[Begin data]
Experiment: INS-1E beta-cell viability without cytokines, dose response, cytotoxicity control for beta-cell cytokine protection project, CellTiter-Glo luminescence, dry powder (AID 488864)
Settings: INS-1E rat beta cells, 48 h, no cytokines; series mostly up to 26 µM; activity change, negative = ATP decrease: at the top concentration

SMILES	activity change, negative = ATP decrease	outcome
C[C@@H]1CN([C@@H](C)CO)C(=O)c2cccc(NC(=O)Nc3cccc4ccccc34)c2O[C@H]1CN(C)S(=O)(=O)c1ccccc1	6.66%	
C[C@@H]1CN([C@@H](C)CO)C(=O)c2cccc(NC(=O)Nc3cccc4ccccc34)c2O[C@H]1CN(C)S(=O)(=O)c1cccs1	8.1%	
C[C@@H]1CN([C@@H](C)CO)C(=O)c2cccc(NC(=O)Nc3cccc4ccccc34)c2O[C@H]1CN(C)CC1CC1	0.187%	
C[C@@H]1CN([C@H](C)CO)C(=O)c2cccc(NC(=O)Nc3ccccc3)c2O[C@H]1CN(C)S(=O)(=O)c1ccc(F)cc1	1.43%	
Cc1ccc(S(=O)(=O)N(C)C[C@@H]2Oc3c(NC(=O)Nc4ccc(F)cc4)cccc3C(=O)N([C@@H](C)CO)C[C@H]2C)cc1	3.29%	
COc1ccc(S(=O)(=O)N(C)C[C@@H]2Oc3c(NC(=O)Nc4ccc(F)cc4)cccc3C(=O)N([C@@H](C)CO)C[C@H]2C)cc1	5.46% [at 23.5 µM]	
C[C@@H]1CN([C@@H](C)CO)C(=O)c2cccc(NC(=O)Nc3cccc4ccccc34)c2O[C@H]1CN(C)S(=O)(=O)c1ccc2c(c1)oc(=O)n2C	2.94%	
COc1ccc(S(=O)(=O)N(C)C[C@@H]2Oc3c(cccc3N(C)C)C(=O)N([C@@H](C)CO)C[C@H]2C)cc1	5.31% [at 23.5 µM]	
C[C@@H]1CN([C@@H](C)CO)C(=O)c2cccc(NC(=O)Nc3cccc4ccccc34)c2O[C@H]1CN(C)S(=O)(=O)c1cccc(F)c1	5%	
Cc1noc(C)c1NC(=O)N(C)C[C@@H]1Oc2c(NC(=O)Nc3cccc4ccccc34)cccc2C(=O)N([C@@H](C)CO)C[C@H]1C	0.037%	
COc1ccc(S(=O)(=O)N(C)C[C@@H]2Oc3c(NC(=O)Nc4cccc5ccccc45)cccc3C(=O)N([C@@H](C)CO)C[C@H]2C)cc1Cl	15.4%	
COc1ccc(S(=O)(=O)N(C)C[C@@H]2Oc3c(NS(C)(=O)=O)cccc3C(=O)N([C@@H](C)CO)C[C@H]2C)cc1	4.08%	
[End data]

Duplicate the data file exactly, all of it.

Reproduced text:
Experiment: INS-1E beta-cell viability without cytokines, dose response, cytotoxicity control for beta-cell cytokine protection project, CellTiter-Glo luminescence, dry powder (AID 488864)
Settings: INS-1E rat beta cells, 48 h, no cytokines; series mostly up to 26 µM; activity change, negative = ATP decrease: at the top concentration

SMILES	activity change, negative = ATP decrease	outcome
C[C@@H]1CN([C@@H](C)CO)C(=O)c2cccc(NC(=O)Nc3cccc4ccccc34)c2O[C@H]1CN(C)S(=O)(=O)c1ccccc1	6.66%	
C[C@@H]1CN([C@@H](C)CO)C(=O)c2cccc(NC(=O)Nc3cccc4ccccc34)c2O[C@H]1CN(C)S(=O)(=O)c1cccs1	8.1%	
C[C@@H]1CN([C@@H](C)CO)C(=O)c2cccc(NC(=O)Nc3cccc4ccccc34)c2O[C@H]1CN(C)CC1CC1	0.187%	
C[C@@H]1CN([C@H](C)CO)C(=O)c2cccc(NC(=O)Nc3ccccc3)c2O[C@H]1CN(C)S(=O)(=O)c1ccc(F)cc1	1.43%	
Cc1ccc(S(=O)(=O)N(C)C[C@@H]2Oc3c(NC(=O)Nc4ccc(F)cc4)cccc3C(=O)N([C@@H](C)CO)C[C@H]2C)cc1	3.29%	
COc1ccc(S(=O)(=O)N(C)C[C@@H]2Oc3c(NC(=O)Nc4ccc(F)cc4)cccc3C(=O)N([C@@H](C)CO)C[C@H]2C)cc1	5.46% [at 23.5 µM]	
C[C@@H]1CN([C@@H](C)CO)C(=O)c2cccc(NC(=O)Nc3cccc4ccccc34)c2O[C@H]1CN(C)S(=O)(=O)c1ccc2c(c1)oc(=O)n2C	2.94%	
COc1ccc(S(=O)(=O)N(C)C[C@@H]2Oc3c(cccc3N(C)C)C(=O)N([C@@H](C)CO)C[C@H]2C)cc1	5.31% [at 23.5 µM]	
C[C@@H]1CN([C@@H](C)CO)C(=O)c2cccc(NC(=O)Nc3cccc4ccccc34)c2O[C@H]1CN(C)S(=O)(=O)c1cccc(F)c1	5%	
Cc1noc(C)c1NC(=O)N(C)C[C@@H]1Oc2c(NC(=O)Nc3cccc4ccccc34)cccc2C(=O)N([C@@H](C)CO)C[C@H]1C	0.037%	
COc1ccc(S(=O)(=O)N(C)C[C@@H]2Oc3c(NC(=O)Nc4cccc5ccccc45)cccc3C(=O)N([C@@H](C)CO)C[C@H]2C)cc1Cl	15.4%	
COc1ccc(S(=O)(=O)N(C)C[C@@H]2Oc3c(NS(C)(=O)=O)cccc3C(=O)N([C@@H](C)CO)C[C@H]2C)cc1	4.08%	